Employers need to offer support to workers who are suffering from cancer, a
recent survey has suggested.
Cancer charity Macmillan Cancer Relief said seven out of 10 people working
with cancer felt it was very important for them to continue to work after being
diagnosed, as it gave them a sense of normality, boosted morale and maintained
Half of the 165 people polled by Mori said colleagues had little or no
knowledge of cancer, its treatments or its side-effects. Despite this, eight
out of 10 sufferers (82 per cent) did feel colleagues had been very supportive.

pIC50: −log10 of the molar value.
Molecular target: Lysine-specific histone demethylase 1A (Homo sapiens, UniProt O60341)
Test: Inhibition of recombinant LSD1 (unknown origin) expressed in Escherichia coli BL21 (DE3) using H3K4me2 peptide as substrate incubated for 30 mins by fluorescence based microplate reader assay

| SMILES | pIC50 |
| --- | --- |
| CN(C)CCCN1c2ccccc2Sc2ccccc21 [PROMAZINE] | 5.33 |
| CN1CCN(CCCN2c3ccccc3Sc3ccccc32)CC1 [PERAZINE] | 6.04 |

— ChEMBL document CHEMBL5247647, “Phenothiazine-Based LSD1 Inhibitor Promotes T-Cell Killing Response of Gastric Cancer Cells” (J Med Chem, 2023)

About 21 per cent felt their bosses had reacted negatively when they had
told them they had cancer, with 13 per cent demanding they maintain their usual
The most frequently cited problems were fatigue (41 per cent), anxiety (39
per cent) and stress (30 per cent), with loss of concentration, depression and
pain affecting a substantial number of people.
Dr Jane Maher, chief medical officer at Macmillan Cancer Relief, said,
"It is worth remembering that some cancers are curable, and that people
can live with cancer for a number of years. Employers’ support during key
periods such as treatment or recuperation can make all the difference."